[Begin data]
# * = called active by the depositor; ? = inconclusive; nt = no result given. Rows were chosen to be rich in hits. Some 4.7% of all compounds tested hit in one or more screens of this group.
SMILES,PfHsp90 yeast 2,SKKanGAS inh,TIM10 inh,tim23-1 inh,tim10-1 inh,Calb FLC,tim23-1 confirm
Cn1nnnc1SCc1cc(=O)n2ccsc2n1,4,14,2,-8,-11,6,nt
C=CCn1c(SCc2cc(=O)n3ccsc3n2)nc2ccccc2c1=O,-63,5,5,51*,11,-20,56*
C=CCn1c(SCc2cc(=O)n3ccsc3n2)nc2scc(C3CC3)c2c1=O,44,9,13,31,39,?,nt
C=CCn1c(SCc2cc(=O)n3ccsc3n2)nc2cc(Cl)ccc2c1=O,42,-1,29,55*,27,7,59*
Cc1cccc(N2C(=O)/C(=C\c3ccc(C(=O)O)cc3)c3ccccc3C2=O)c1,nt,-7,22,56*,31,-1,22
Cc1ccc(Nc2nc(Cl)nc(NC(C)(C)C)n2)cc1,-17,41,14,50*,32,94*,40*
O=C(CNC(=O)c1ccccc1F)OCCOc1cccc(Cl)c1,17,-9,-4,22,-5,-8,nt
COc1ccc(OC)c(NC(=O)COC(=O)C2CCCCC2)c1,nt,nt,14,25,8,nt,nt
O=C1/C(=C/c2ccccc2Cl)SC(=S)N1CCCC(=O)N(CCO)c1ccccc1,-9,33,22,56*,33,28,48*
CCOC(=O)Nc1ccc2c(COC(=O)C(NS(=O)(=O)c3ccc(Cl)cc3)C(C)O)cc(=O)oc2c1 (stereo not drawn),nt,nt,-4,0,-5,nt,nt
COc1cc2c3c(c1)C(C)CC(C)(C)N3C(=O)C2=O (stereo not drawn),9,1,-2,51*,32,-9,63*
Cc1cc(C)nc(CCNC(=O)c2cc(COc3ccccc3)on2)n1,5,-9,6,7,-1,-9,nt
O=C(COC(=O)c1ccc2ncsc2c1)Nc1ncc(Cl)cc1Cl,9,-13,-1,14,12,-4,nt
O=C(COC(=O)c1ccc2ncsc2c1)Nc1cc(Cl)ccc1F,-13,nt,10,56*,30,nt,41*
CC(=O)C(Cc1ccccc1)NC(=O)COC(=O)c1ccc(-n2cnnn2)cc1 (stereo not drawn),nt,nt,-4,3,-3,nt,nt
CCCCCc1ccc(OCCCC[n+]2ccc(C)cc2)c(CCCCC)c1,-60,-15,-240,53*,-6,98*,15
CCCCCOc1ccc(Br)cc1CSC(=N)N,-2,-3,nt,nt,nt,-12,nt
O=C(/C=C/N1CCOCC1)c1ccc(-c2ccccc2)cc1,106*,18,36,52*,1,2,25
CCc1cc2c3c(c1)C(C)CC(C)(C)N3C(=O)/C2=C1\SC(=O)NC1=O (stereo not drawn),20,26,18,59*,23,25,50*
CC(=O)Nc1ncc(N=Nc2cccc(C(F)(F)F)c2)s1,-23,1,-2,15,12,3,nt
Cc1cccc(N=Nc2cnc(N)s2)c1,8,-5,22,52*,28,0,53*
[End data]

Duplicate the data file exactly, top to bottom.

# * = called active by the depositor; ? = inconclusive; nt = no result given. Rows were chosen to be rich in hits. Some 4.7% of all compounds tested hit in one or more screens of this group.
SMILES,PfHsp90 yeast 2,SKKanGAS inh,TIM10 inh,tim23-1 inh,tim10-1 inh,Calb FLC,tim23-1 confirm
Cn1nnnc1SCc1cc(=O)n2ccsc2n1,4,14,2,-8,-11,6,nt
C=CCn1c(SCc2cc(=O)n3ccsc3n2)nc2ccccc2c1=O,-63,5,5,51*,11,-20,56*
C=CCn1c(SCc2cc(=O)n3ccsc3n2)nc2scc(C3CC3)c2c1=O,44,9,13,31,39,?,nt
C=CCn1c(SCc2cc(=O)n3ccsc3n2)nc2cc(Cl)ccc2c1=O,42,-1,29,55*,27,7,59*
Cc1cccc(N2C(=O)/C(=C\c3ccc(C(=O)O)cc3)c3ccccc3C2=O)c1,nt,-7,22,56*,31,-1,22
Cc1ccc(Nc2nc(Cl)nc(NC(C)(C)C)n2)cc1,-17,41,14,50*,32,94*,40*
O=C(CNC(=O)c1ccccc1F)OCCOc1cccc(Cl)c1,17,-9,-4,22,-5,-8,nt
COc1ccc(OC)c(NC(=O)COC(=O)C2CCCCC2)c1,nt,nt,14,25,8,nt,nt
O=C1/C(=C/c2ccccc2Cl)SC(=S)N1CCCC(=O)N(CCO)c1ccccc1,-9,33,22,56*,33,28,48*
CCOC(=O)Nc1ccc2c(COC(=O)C(NS(=O)(=O)c3ccc(Cl)cc3)C(C)O)cc(=O)oc2c1 (stereo not drawn),nt,nt,-4,0,-5,nt,nt
COc1cc2c3c(c1)C(C)CC(C)(C)N3C(=O)C2=O (stereo not drawn),9,1,-2,51*,32,-9,63*
Cc1cc(C)nc(CCNC(=O)c2cc(COc3ccccc3)on2)n1,5,-9,6,7,-1,-9,nt
O=C(COC(=O)c1ccc2ncsc2c1)Nc1ncc(Cl)cc1Cl,9,-13,-1,14,12,-4,nt
O=C(COC(=O)c1ccc2ncsc2c1)Nc1cc(Cl)ccc1F,-13,nt,10,56*,30,nt,41*
CC(=O)C(Cc1ccccc1)NC(=O)COC(=O)c1ccc(-n2cnnn2)cc1 (stereo not drawn),nt,nt,-4,3,-3,nt,nt
CCCCCc1ccc(OCCCC[n+]2ccc(C)cc2)c(CCCCC)c1,-60,-15,-240,53*,-6,98*,15
CCCCCOc1ccc(Br)cc1CSC(=N)N,-2,-3,nt,nt,nt,-12,nt
O=C(/C=C/N1CCOCC1)c1ccc(-c2ccccc2)cc1,106*,18,36,52*,1,2,25
CCc1cc2c3c(c1)C(C)CC(C)(C)N3C(=O)/C2=C1\SC(=O)NC1=O (stereo not drawn),20,26,18,59*,23,25,50*
CC(=O)Nc1ncc(N=Nc2cccc(C(F)(F)F)c2)s1,-23,1,-2,15,12,3,nt
Cc1cccc(N=Nc2cnc(N)s2)c1,8,-5,22,52*,28,0,53*